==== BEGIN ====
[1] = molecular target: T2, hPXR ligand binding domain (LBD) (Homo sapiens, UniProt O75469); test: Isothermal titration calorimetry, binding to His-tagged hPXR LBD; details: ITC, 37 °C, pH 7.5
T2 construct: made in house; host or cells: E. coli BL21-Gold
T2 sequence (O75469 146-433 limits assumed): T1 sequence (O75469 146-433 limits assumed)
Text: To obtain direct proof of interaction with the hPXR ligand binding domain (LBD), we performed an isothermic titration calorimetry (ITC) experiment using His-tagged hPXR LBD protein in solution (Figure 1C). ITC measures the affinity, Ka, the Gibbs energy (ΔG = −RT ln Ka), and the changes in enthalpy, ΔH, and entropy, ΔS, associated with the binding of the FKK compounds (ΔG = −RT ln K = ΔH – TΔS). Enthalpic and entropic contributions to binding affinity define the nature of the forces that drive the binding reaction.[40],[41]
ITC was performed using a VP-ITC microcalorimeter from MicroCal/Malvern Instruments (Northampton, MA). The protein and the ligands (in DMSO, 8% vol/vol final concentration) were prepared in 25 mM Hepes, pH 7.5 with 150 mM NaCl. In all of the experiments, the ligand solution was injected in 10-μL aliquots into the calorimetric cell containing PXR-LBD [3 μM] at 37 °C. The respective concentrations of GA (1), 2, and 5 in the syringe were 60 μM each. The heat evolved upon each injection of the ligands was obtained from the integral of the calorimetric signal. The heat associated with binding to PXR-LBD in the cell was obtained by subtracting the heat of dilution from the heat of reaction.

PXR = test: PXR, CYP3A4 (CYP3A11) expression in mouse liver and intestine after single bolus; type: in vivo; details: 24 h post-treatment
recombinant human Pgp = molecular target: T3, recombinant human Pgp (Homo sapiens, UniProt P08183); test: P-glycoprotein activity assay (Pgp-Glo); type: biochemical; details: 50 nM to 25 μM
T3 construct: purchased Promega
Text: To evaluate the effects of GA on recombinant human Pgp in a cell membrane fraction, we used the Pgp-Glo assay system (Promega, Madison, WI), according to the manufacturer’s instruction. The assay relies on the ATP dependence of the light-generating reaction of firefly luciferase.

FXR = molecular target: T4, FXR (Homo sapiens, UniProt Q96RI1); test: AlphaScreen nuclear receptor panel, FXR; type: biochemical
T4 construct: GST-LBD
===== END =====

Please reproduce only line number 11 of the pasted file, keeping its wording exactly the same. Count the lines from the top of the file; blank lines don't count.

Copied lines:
T4 construct: GST-LBD